and use of opioids. but not limited to. AIDS. Methamphetamine is presumed to lead in ATP addiction rates. violence.12 Rewiring Your Self to Break Addictions and Habits activities. Worldwide heroin production has been doubling or even tripling since the mid-1980s. or some ten percent of all the countries in the world.g. amphetamine-type stimulant (ATP) abuse is more widespread than cocaine abuse in at least 20 countries. hepatitis. The prevalence of cocaine (and coca and crack) use is especially serious in developing countries. including but not limited to codeine. literature on the basics of addiction available to us. and tuberculosis). and also heroin. and neonatal drug exposure. we all are. and economic consequences including. for such or similar addictions. inhaling. There has been a global increase in the production. you are. plus crime. EXAMPLE: LEGAL AND ILLEGAL OPIOIDS Cocaine and meth and are just one piece of the global drug use and addiction picture. the latter being one of the strongest opiods. We are a selfstimulating species largely in love with the stimulation we provide ourselves—in love.) EXAMPLE: THE MATTER OF STIMULANTS SUCH AS COCAINE AND METH Cocaine and crack cocaine have shared the stage with other abused drugs for quite some time. transportation. Social and public health costs of methamphetamine production and use via smoking. until we are in danger (and sometimes even past that point). carrying deep within us biochemical programming. Global estimates are . social. Additionally. with severe medical. and therefore not reiterated herein. and injecting are staggering and growing in many regions. with massive meth epidemics affecting several whole countries and entire regions of others. It was not until the 1980s that modern awareness gelled regarding the potent addiction that popular neurostimulants such as cocaine can trigger within us. snifﬁng. that is. psychological. deeply embedded prewired templates. (Also note that readers who are seeking in-depth discussion of speciﬁc addictions and their mechanisms are referred to the extensive bibliography at the end of this book and are also to the vast array of already extensive. morhphine.. oxycodone. the spread of infectious diseases (e.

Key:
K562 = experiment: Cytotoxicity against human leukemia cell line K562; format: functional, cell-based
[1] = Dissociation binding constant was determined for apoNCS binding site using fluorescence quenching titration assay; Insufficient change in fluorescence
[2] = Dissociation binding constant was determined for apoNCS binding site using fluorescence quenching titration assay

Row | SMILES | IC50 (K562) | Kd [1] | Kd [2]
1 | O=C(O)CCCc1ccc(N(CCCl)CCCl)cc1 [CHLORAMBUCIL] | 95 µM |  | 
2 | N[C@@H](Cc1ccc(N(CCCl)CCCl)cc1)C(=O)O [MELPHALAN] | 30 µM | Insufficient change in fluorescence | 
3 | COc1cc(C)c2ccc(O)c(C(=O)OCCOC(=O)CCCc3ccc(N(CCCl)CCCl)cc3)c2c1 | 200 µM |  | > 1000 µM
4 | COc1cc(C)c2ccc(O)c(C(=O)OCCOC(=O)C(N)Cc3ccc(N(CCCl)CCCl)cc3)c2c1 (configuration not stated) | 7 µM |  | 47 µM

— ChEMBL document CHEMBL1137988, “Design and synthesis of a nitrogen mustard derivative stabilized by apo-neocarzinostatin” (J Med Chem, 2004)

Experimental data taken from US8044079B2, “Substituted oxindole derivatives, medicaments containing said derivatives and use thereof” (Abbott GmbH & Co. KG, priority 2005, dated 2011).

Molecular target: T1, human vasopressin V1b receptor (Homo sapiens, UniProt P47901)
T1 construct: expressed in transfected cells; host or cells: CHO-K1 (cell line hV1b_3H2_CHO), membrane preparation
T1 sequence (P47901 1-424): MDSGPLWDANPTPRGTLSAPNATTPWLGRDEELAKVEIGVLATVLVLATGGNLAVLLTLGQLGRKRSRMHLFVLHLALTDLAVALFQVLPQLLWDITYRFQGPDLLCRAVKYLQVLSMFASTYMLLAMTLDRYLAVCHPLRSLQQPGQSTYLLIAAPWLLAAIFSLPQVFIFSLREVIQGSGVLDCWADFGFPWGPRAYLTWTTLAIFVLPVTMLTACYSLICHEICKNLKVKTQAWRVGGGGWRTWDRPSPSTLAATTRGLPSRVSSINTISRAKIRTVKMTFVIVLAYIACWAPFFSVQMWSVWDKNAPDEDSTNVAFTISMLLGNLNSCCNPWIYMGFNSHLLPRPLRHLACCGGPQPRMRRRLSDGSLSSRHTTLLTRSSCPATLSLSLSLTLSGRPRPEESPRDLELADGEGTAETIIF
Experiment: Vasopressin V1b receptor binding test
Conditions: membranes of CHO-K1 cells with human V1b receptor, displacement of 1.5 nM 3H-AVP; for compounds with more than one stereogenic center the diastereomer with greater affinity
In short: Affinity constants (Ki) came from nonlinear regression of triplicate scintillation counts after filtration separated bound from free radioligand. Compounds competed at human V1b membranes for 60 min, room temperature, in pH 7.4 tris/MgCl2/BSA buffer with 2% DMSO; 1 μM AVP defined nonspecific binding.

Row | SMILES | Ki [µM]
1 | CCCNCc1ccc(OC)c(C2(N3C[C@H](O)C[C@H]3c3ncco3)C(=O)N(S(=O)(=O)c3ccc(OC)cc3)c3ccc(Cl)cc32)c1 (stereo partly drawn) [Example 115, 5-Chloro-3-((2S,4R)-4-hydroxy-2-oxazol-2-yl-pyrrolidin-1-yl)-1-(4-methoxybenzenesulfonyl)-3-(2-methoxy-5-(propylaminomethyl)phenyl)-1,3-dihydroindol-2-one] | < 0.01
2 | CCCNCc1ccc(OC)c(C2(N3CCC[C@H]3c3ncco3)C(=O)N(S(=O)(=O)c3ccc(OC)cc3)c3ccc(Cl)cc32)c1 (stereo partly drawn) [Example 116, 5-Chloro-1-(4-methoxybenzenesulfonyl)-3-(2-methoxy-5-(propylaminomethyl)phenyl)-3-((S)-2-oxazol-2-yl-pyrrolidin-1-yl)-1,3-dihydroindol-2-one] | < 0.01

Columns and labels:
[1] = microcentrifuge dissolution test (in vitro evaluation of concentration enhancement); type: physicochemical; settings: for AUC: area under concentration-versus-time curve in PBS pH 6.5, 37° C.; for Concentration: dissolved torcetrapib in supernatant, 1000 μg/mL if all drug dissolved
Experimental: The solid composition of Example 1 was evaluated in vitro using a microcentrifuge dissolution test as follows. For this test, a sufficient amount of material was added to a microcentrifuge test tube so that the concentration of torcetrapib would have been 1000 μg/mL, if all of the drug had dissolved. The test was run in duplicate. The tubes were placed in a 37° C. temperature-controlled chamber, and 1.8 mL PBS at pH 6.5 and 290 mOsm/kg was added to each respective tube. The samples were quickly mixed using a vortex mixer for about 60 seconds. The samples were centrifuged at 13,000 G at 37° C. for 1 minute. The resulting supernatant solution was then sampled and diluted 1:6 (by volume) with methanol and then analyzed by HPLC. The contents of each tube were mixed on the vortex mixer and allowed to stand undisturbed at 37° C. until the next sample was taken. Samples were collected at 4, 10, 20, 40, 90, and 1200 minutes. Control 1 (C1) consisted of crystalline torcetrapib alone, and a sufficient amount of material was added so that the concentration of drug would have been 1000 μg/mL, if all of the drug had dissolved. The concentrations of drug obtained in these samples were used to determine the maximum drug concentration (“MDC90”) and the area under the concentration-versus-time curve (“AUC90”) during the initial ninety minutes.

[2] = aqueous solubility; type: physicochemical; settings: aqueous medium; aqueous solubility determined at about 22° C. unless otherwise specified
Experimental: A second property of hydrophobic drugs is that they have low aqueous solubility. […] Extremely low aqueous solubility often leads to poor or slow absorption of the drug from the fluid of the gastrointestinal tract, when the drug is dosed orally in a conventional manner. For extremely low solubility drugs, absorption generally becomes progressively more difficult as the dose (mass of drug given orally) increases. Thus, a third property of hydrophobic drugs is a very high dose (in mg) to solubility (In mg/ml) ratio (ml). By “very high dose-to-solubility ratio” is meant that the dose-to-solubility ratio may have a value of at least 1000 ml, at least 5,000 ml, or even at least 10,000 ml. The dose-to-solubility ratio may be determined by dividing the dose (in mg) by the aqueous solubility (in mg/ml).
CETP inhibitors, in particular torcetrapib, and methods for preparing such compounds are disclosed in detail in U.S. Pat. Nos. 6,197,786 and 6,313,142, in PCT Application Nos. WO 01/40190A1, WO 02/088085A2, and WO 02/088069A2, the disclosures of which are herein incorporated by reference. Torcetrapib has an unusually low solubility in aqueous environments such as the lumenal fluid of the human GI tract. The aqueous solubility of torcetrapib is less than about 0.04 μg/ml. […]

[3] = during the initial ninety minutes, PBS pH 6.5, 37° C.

EXAMPLE: THE QUESTION OF RIGHT USE AS PER CANNABIS Now let’s shift gears to consider what is generally viewed as one of the more innocuous drug problems. THC tinctures. And with the ongoing criminalization of cannibis use. and how this is best done against the backdrop of the global addiction epidemic. we have a model for asking which. researchers. a gray area in which illicit and licit use overlap and can confuse many adult and youth drug consumers. This is long term chronic use. including potential impairment of cognitive development. and policy makers. with many millions of these being regular heroin users who face health risks including hepatitis.. Critics of widespread cannabis use suggest the risk for signiﬁcant health effects in long-term. regular and even of chronic use itself are as yet not entirely ascertained. smuggling and underground production and distribution. In the emergence (or reemergence in history. and hashish-related preparations—is said to be the most widely used as well as abused drug. be repurposed for medicinal or treatment purposes. There are legitimate therapeutic uses of this substance. memory. some will argue) of cannabis as medicine. and in the use of any psychoactive medication for therapeutic purposes. abused substances may. among others. and coordination. the presence and extent of long-term effects of casual. and death. if any. or CBDs) are subsets of all forms of cannabis use. dronabinol sold as Marinol. we are confronted with a good example of the age-atﬁrst-use issue. The hotly debated drug cannabis—the cannabis family of drugs with the euphoria-inducing tetrahydrocannabinols. and these uses make it all the more difﬁcult to regulate marijuana drugs fairly and effectively. and perhaps should.The Problem of the Problem Addiction Industry 13 that there are millions of persons who have tried and or regularly consume opioids. Certainly. recall. attention. or THCs.g. We have here. AGE AT FIRST USE In marijuana. HIV. learning. chronic cannabis use. the cannabidiols. which suggests that early onset of regular cannabis use . we see the fueling of crimes related to its misuse. including marijuana. Both casual use of marijuana and medical use of forms of what is termed medical marijuana (e.